PEI Faculty Seminar Series Video: The Bonds We Make and the Bonds We Break; A Chemist’s View of How Metals Drive Biology

Igor Heifetz ・ Princeton Environmental Institute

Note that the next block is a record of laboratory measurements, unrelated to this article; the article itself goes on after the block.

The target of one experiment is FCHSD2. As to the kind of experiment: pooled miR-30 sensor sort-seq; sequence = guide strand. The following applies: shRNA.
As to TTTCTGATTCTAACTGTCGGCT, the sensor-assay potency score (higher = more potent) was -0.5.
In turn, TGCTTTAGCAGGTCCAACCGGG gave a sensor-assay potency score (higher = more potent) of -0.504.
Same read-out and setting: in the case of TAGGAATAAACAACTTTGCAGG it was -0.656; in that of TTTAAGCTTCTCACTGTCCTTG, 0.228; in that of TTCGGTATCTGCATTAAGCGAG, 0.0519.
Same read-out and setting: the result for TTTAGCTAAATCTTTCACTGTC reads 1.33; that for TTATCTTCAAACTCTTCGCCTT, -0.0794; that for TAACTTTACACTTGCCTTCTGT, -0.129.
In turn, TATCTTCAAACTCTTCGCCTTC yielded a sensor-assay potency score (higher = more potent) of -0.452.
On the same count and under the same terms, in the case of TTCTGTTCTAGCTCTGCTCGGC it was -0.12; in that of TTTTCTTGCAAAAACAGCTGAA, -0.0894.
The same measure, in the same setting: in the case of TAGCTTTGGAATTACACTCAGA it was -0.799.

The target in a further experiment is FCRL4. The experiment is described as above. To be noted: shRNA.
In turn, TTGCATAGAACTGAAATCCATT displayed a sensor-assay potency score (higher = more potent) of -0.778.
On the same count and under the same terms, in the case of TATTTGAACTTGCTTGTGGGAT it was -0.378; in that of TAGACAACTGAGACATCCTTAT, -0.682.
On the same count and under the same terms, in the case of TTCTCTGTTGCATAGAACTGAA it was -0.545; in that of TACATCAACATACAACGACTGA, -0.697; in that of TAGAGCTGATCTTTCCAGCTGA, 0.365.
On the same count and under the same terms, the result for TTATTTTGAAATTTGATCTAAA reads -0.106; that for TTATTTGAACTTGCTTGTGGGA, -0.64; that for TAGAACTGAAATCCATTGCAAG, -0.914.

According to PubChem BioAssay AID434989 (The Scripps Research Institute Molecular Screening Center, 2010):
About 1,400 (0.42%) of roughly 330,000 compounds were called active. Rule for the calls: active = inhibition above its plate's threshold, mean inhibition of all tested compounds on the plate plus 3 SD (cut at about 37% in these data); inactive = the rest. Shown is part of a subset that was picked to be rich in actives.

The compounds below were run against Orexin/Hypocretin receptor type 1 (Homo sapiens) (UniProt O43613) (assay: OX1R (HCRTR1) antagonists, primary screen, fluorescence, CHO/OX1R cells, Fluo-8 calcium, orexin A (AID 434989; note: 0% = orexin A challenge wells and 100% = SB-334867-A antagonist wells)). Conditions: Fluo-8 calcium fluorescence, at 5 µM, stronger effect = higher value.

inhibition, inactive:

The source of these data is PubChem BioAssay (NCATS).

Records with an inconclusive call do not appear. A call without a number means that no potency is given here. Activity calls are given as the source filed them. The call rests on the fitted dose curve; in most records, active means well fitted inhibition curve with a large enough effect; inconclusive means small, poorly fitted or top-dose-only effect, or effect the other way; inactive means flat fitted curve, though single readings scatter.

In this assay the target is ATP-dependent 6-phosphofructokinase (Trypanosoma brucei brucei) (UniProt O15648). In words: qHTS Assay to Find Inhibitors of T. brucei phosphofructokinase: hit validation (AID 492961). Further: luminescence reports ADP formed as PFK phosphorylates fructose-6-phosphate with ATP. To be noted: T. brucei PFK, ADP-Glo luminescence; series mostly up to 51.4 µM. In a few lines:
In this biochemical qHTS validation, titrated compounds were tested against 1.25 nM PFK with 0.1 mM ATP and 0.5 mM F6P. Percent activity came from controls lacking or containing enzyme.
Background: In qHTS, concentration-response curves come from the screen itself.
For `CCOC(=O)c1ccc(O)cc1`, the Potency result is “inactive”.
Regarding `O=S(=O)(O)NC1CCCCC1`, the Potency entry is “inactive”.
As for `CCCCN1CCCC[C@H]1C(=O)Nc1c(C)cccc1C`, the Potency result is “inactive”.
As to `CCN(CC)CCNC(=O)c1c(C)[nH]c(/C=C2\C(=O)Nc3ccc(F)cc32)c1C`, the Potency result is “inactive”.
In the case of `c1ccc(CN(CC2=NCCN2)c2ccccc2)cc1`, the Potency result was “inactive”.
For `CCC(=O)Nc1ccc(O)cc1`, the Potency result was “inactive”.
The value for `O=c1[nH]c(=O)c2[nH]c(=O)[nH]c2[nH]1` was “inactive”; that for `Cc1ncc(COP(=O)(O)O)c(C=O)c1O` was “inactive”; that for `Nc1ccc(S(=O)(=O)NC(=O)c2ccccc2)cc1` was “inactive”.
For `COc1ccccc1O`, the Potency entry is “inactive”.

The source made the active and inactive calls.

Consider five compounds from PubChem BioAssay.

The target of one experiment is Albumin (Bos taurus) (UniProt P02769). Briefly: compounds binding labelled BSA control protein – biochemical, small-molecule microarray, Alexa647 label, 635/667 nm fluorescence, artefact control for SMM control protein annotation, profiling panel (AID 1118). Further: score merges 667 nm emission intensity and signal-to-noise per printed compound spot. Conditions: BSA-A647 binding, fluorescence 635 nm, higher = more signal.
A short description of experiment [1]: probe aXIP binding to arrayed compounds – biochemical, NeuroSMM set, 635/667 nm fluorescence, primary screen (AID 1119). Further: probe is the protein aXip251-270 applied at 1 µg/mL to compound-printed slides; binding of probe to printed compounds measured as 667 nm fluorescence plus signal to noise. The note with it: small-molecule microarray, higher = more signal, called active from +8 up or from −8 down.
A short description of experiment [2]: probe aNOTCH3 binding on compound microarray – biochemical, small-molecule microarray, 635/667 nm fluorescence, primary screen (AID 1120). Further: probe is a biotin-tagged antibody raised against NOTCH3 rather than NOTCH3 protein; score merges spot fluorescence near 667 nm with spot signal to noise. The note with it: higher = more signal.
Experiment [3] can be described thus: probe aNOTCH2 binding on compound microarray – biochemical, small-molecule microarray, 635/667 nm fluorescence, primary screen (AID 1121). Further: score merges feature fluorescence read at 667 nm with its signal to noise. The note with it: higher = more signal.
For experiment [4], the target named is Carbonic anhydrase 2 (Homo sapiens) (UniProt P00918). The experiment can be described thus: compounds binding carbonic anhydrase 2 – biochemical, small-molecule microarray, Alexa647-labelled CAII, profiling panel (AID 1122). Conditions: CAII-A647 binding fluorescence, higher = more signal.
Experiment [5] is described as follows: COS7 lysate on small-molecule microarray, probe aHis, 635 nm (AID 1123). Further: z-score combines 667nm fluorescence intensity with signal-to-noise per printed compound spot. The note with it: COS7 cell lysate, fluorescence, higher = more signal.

You may have learned in high school that covalent combinations of the CHNOPS elements comprise nearly all of biology. However, it is the family of less abundant elements, particularly iron, manganese, cobalt and copper, that mediate the most important life processes. This is the metallome. Indeed, life on earth is driven by an interconnected network of redox reactions. The reduction of oxygen to water by heme iron drives the proton pump of respiration and a manganese cluster extracts electrons from water in photosynthesis. Biogeochemical cycles on a global scale are mediated at the molecular level by this metal catalysis. Thus, small molecules like hydrogen, oxygen, nitrogen and methane are both the basic currency of energy transduction and the building blocks of biomass. In this lecture I will discuss some our understanding of how nature uses iron and manganese to manage this redox biochemistry. Further, those insights have led directly to the design of new reactions that nature has not yet discovered yet.